A full version of the text is available in PDF form.

In Re Varma (No. 2015-1502, 3/10/16) (Wallach, Clevenger, Taranto)

March 10, 2016 4:19 PM

Taranto, J. Reversing in part and vacating in part PTAB cancellation of claims in reexamination because of erroneous claim constructions. “Although the transitional term 'comprising' indicates that the claim is open-ended, the term does not render each limitation or phrase within the claim open-ended.  'Comprising' means that the claim can be met by a system that contains features over and above those specifically required by the claim element, but only if the system still satisfies the specific claim-element requirements: the claim does not cover systems whose unclaimed features make the claim elements no longer satisfied.” “For a dog owner to have 'a dog that rolls over and fetches sticks,' it does not suffice that he have two dogs, each able to perform just one of the tasks.” “[T]he principle that the same phrase in different claims of the same patent should have the same meaning is a strong one, overcome only if 'it is clear' that the same phrase has different meanings in different claims.”

A full version of the text is available in PDF form.

In Re Smith (No. 2015-1664, 3/10/16) (Moore, Hughes, Stoll)

March 10, 2016 3:41 PM

Stoll, J. Affirming PTO rejection of claims for claiming patent-ineligible subject matter under 35 U.S.C. § 101 and declining to review whether the PTO's 2014 Interim Guidance on Patent Subject Matter Eligibility exceeds the scope of § 101 and the Supreme Court's Alice decision. “[T]he claims cover only the abstract idea of rules for playing a wagering game and use conventional steps of shuffling and dealing a standard deck of cards.” “That is not to say that all inventions in the gaming arts would be foreclosed from patent protection under § 101. We could envisage, for example, claims directed to conducting a game using a new or original deck of cards potentially surviving step two of Alice.”

A full version of the text is available in PDF form.

Bamberg v. Dalvey (No. 2015-1548, 3/9/16) (Moore, Hughes, Stoll)

March 9, 2016 9:18 AM

Hughes, J. Affirming in part, vacating in part, reversing in part, and remanding summary judgment of noninfringement. The district court erred by importing limitations into certain claim steps and in granting summary judgment based on intervening rights. In determining whether intervening rights apply following reexamination, “amendments made during reexamination do not necessarily compel a conclusion that the scope of the claims has been substantively changed… This is true even where the claims at issue were amended during reexamination after a rejection based on prior art.”

A full version of the text available in PDF form.

In Re Queen's University at Kingston (No. 2015-145, 3/7/16) (Lourie, O'Malley, Reyna)

March 7, 2016 12:42 PM

O'Malley, J. Granting mandamus directing the district court to withdraw its order compelling production of petitioner's communications with its non-attorney patent agents. For the first time, “We … recognize a patent-agent privilege extending to communications with non-attorney patent agents when those agents are acting within the agent's authorized practice of law before the Patent Office.” Reyna, J., dissents.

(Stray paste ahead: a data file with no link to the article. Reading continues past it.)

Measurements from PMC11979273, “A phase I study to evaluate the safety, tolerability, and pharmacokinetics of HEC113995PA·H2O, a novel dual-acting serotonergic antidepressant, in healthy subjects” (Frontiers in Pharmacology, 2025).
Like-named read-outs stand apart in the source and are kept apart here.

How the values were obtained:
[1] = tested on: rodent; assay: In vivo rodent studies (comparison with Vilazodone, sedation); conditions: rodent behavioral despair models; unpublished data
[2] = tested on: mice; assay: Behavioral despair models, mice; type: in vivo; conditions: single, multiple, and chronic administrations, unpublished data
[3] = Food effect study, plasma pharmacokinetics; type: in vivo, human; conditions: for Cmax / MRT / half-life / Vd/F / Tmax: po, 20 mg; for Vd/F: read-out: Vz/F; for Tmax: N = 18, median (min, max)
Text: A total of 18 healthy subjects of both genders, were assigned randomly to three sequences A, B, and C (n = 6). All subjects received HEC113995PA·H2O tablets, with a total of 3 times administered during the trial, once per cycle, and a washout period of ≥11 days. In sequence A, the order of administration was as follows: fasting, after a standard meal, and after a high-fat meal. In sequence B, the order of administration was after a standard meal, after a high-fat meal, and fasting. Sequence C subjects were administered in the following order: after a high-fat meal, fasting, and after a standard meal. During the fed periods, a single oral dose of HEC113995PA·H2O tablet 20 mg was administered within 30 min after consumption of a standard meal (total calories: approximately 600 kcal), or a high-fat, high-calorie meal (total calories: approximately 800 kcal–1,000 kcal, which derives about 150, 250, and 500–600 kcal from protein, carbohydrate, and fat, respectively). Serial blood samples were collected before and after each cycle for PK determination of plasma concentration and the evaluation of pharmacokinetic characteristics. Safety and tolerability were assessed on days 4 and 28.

A full version of the text is available in PDF form.

Ultimatepointer, LLC v. Nintendo Co. Ltd. (No. 2015-1297, 3/1/16) (Lourie, Dyk, Wallach)

March 1, 2016 5:22 PM

Lourie, J. Affirming summary judgment of noninfringement and reversing summary  judgment of invalidity for indefiniteness. Claim limitation of “an image sensor, said image sensor generating data” was not a combined apparatus/method limitation rendering the claim invalid because “the 'generating data' limitation reflects the capability of that structure rather than the activities of the user.” “Unlike the claims in IPXL and Katz, the claims do not recite functionality divorced from the cited structure. Therefore, the claims do not reflect an attempt to claim both an apparatus and a method, but instead claim an apparatus with particular capabilities.”

A full version of the text is available in PDF form.

Harmonic, Inc. v. Avid Technology, Inc. (No. 2015-1072, 3/1/16) (Chen, Mayer, Stoll)

March 1, 2016 1:12 PM

Stoll, J. Affirming PTAB confirmation of claims in an inter partes review (IPR) and concluding that the Court did not have jurisdiction to review the PTAB's decision to institute IPR on certain grounds but not on other grounds that the PTAB deemed “redundant.”

A full version of the text is available in PDF form.

Blue Calypso, LLC v. Groupon, Inc. (No. 2015-1391, 3/1/16) (Reyna, Schall, Chen)

March 1, 2016 10:19 AM

Chen, J. Affirming PTAB decision in a Covered Business Patent review that claims were anticipated but reversing PTAB conclusion that certain claim terms lacked written description support. A written report by a graduate student that was made available via a hyperlink on her personal webpage was not a “printed publication” that could be relied upon to prove unpatentability where there was no evidence that the report was viewed or downloaded, that a person skilled in the art would know the address of her webpage, or that the webpage address was indexed or locatable through a search engine. “The written description requirement is an important component of maintaining the integrity of our patent system.” Schall, J., dissented in part.

A full version of the text is available in PDF form.